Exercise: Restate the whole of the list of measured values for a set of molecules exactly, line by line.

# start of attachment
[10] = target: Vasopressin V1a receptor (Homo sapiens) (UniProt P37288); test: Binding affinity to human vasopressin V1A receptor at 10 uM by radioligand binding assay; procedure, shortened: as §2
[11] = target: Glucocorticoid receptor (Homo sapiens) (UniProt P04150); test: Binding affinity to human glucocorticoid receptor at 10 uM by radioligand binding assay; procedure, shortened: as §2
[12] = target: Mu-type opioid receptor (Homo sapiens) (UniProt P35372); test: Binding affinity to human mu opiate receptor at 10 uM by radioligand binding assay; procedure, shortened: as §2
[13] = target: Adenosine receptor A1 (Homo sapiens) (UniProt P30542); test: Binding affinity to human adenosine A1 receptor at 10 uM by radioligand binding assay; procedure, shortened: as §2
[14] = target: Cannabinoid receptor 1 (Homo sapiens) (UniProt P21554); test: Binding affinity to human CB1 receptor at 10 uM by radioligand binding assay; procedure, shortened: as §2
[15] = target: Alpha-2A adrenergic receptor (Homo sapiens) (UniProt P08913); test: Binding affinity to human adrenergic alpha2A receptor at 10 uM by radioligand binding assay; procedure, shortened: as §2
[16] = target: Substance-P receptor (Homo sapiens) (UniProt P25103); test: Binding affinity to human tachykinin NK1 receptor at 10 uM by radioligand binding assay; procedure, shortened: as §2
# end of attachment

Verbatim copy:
[10] = target: Vasopressin V1a receptor (Homo sapiens) (UniProt P37288); test: Binding affinity to human vasopressin V1A receptor at 10 uM by radioligand binding assay; procedure, shortened: as §2
[11] = target: Glucocorticoid receptor (Homo sapiens) (UniProt P04150); test: Binding affinity to human glucocorticoid receptor at 10 uM by radioligand binding assay; procedure, shortened: as §2
[12] = target: Mu-type opioid receptor (Homo sapiens) (UniProt P35372); test: Binding affinity to human mu opiate receptor at 10 uM by radioligand binding assay; procedure, shortened: as §2
[13] = target: Adenosine receptor A1 (Homo sapiens) (UniProt P30542); test: Binding affinity to human adenosine A1 receptor at 10 uM by radioligand binding assay; procedure, shortened: as §2
[14] = target: Cannabinoid receptor 1 (Homo sapiens) (UniProt P21554); test: Binding affinity to human CB1 receptor at 10 uM by radioligand binding assay; procedure, shortened: as §2
[15] = target: Alpha-2A adrenergic receptor (Homo sapiens) (UniProt P08913); test: Binding affinity to human adrenergic alpha2A receptor at 10 uM by radioligand binding assay; procedure, shortened: as §2
[16] = target: Substance-P receptor (Homo sapiens) (UniProt P25103); test: Binding affinity to human tachykinin NK1 receptor at 10 uM by radioligand binding assay; procedure, shortened: as §2